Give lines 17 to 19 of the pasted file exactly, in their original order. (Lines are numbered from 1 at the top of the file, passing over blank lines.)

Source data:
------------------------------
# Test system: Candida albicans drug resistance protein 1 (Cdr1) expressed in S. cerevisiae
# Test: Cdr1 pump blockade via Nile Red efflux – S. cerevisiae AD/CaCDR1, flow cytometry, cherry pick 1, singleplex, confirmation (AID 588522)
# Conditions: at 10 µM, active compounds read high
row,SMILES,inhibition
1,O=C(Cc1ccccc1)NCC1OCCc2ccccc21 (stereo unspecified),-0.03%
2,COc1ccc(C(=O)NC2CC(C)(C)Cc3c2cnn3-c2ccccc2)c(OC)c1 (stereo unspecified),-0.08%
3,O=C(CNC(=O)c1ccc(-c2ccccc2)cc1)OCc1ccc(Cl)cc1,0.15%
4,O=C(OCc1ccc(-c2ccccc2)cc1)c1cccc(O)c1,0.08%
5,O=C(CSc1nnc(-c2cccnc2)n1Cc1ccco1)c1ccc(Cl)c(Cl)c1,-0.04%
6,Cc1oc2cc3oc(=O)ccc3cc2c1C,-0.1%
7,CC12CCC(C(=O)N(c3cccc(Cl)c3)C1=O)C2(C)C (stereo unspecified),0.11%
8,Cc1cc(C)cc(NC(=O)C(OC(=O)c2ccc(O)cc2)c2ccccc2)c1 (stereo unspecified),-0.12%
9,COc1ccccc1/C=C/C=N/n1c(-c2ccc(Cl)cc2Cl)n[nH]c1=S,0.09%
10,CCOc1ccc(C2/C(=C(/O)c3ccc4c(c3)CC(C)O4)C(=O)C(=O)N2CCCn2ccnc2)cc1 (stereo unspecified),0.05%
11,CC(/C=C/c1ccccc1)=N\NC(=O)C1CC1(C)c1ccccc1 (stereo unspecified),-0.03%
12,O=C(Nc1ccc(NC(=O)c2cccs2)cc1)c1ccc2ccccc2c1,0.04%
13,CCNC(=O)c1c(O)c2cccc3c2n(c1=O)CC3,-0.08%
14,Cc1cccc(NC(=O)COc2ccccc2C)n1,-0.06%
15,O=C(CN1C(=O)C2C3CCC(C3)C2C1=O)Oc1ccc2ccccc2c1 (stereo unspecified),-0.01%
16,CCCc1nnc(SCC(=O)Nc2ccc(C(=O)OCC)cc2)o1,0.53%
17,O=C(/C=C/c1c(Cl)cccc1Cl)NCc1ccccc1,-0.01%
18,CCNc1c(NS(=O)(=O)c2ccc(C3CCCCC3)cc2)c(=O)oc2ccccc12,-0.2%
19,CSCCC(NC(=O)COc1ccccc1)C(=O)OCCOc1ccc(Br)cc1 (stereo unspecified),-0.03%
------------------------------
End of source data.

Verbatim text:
13,CCNC(=O)c1c(O)c2cccc3c2n(c1=O)CC3,-0.08%
14,Cc1cccc(NC(=O)COc2ccccc2C)n1,-0.06%
15,O=C(CN1C(=O)C2C3CCC(C3)C2C1=O)Oc1ccc2ccccc2c1 (stereo unspecified),-0.01%